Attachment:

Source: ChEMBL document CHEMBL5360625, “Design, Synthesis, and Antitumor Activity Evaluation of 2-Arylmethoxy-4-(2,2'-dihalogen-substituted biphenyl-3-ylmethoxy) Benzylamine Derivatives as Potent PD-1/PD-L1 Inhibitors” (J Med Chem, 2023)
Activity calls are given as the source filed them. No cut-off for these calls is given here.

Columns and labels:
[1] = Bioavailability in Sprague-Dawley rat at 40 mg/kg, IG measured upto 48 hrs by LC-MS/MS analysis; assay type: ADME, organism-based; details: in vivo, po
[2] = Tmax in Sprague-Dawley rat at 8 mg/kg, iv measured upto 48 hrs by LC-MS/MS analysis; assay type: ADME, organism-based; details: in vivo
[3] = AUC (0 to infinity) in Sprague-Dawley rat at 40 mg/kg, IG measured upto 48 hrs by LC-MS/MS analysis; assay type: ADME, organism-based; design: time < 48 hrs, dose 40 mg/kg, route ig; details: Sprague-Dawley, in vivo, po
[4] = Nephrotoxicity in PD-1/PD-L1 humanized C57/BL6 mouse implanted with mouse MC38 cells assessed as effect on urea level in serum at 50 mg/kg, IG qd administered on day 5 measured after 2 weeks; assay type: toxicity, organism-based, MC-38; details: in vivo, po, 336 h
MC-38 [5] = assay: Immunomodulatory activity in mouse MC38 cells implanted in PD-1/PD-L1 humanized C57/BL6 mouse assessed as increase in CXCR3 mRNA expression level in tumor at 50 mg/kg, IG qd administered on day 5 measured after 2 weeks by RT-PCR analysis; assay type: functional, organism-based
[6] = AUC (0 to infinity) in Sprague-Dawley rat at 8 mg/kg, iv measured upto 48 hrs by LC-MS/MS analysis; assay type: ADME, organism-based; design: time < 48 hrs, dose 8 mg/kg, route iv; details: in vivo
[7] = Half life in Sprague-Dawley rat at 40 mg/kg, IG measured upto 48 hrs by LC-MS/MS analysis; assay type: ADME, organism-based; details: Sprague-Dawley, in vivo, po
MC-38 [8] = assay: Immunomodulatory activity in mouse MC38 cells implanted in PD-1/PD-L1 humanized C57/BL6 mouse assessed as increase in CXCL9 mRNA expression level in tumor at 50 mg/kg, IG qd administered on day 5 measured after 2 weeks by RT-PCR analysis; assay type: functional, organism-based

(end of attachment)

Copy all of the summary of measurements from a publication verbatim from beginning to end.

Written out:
Source: ChEMBL document CHEMBL5360625, “Design, Synthesis, and Antitumor Activity Evaluation of 2-Arylmethoxy-4-(2,2'-dihalogen-substituted biphenyl-3-ylmethoxy) Benzylamine Derivatives as Potent PD-1/PD-L1 Inhibitors” (J Med Chem, 2023)
Activity calls are given as the source filed them. No cut-off for these calls is given here.

Columns and labels:
[1] = Bioavailability in Sprague-Dawley rat at 40 mg/kg, IG measured upto 48 hrs by LC-MS/MS analysis; assay type: ADME, organism-based; details: in vivo, po
[2] = Tmax in Sprague-Dawley rat at 8 mg/kg, iv measured upto 48 hrs by LC-MS/MS analysis; assay type: ADME, organism-based; details: in vivo
[3] = AUC (0 to infinity) in Sprague-Dawley rat at 40 mg/kg, IG measured upto 48 hrs by LC-MS/MS analysis; assay type: ADME, organism-based; design: time < 48 hrs, dose 40 mg/kg, route ig; details: Sprague-Dawley, in vivo, po
[4] = Nephrotoxicity in PD-1/PD-L1 humanized C57/BL6 mouse implanted with mouse MC38 cells assessed as effect on urea level in serum at 50 mg/kg, IG qd administered on day 5 measured after 2 weeks; assay type: toxicity, organism-based, MC-38; details: in vivo, po, 336 h
MC-38 [5] = assay: Immunomodulatory activity in mouse MC38 cells implanted in PD-1/PD-L1 humanized C57/BL6 mouse assessed as increase in CXCR3 mRNA expression level in tumor at 50 mg/kg, IG qd administered on day 5 measured after 2 weeks by RT-PCR analysis; assay type: functional, organism-based
[6] = AUC (0 to infinity) in Sprague-Dawley rat at 8 mg/kg, iv measured upto 48 hrs by LC-MS/MS analysis; assay type: ADME, organism-based; design: time < 48 hrs, dose 8 mg/kg, route iv; details: in vivo
[7] = Half life in Sprague-Dawley rat at 40 mg/kg, IG measured upto 48 hrs by LC-MS/MS analysis; assay type: ADME, organism-based; details: Sprague-Dawley, in vivo, po
MC-38 [8] = assay: Immunomodulatory activity in mouse MC38 cells implanted in PD-1/PD-L1 humanized C57/BL6 mouse assessed as increase in CXCL9 mRNA expression level in tumor at 50 mg/kg, IG qd administered on day 5 measured after 2 weeks by RT-PCR analysis; assay type: functional, organism-based